Polish ‘rabbi’ who’s not a rabbi turns out to be Catholic ex-cook
Jacoob Ben Nistell was recently outed as a liar about having been born in Israel; he also didn’t know much about Judaism. Turns out he’s not Jewish at all. And he’s now disappeared
WARSAW, Poland — A Polish “rabbi,” who served a local Jewish community for several years until he was recently exposed as not being a rabbi, not being born in Israel as claimed, not being too familiar with Jewish customs, and not understanding Hebrew, turns out to be Catholic. And he’s disappeared.
Jacoob Ben Nistell, aka Yaakav – he used different forms of this name — claimed he was from Haifa in northern Israel. Members of the Poznan Jewish community believed him and decided to embrace him as a community rabbi, where he served for several years.
Until last week, he maintained a Facebook page under the name Yaakav Ben Nistell, which also said he was from Haifa and featured numerous photographs of his community activities. It has now been taken down.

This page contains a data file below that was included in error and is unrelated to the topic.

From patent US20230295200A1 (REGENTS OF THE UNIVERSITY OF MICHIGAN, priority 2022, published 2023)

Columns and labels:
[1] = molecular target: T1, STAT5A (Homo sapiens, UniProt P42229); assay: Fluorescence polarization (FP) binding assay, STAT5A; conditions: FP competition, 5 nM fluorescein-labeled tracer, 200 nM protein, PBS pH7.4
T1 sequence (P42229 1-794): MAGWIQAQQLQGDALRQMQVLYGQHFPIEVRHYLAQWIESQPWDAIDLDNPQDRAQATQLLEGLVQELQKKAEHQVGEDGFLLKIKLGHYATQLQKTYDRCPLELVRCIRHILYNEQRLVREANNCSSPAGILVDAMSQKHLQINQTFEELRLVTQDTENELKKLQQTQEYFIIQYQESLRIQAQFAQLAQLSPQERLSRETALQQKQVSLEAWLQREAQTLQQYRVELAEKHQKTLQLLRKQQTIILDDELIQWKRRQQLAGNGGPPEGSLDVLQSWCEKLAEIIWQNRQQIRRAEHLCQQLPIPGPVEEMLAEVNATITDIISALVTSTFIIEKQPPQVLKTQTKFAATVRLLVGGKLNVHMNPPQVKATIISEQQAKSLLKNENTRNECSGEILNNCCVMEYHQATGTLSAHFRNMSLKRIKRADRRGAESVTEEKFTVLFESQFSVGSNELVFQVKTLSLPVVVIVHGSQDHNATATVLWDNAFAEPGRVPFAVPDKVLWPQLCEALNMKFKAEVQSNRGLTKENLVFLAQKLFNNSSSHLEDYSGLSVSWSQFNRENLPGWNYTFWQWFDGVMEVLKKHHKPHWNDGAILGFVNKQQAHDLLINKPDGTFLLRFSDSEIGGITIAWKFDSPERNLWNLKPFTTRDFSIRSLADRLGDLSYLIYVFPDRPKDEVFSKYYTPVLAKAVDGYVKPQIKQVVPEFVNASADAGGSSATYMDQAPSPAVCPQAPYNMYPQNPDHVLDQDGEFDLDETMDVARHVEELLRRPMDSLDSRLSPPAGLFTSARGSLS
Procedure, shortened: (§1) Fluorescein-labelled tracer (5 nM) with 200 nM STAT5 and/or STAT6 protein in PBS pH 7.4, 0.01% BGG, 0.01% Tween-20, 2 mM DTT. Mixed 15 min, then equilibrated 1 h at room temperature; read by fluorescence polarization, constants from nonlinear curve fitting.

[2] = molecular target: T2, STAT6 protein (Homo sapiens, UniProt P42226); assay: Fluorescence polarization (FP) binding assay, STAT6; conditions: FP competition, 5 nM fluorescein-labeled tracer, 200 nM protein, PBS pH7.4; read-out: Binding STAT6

He admitted three weeks ago during an interview that he is not in fact a rabbi. Krzysztof M. Kazmierczak, a reporter for “Glos Wielkopolski” or “The Voice of Wielkopolska,” discovered (Polish link) that the alleged rabbi in fact is Jacek Niszczota and comes from Ciechanow, a town in north-central Poland.
Now, Alicja Kobus, the head of the Poznan Jewish community, has established that Niszczota is Catholic, that he previously worked as a cook, and that he learned what he passed off as Hebrew and Jewish prayer by listening to Israeli radio. He has also now disappeared, the Associated Press reported on Thursday.
Kobus acknowledged last week that Niszczota fooled the local Jewish community. It was the sight of him on television taking part in ecumenical observances with Catholic and Muslim religious leaders, Kobus told AP, that first led local Jews to start asking questions about him.
“I never checked his identity document,” Kobus said last week. “He said he comes from Haifa, his mother still lives there, and he has an Israeli passport and a son in the army. I believed that he is who he says he is because of how he looked and that he was able to pray in Hebrew and knew Jewish customs,” Kobus, who is also vice president of the Union of Jewish Religious Communities in Poland, told Glos Wielkopolski.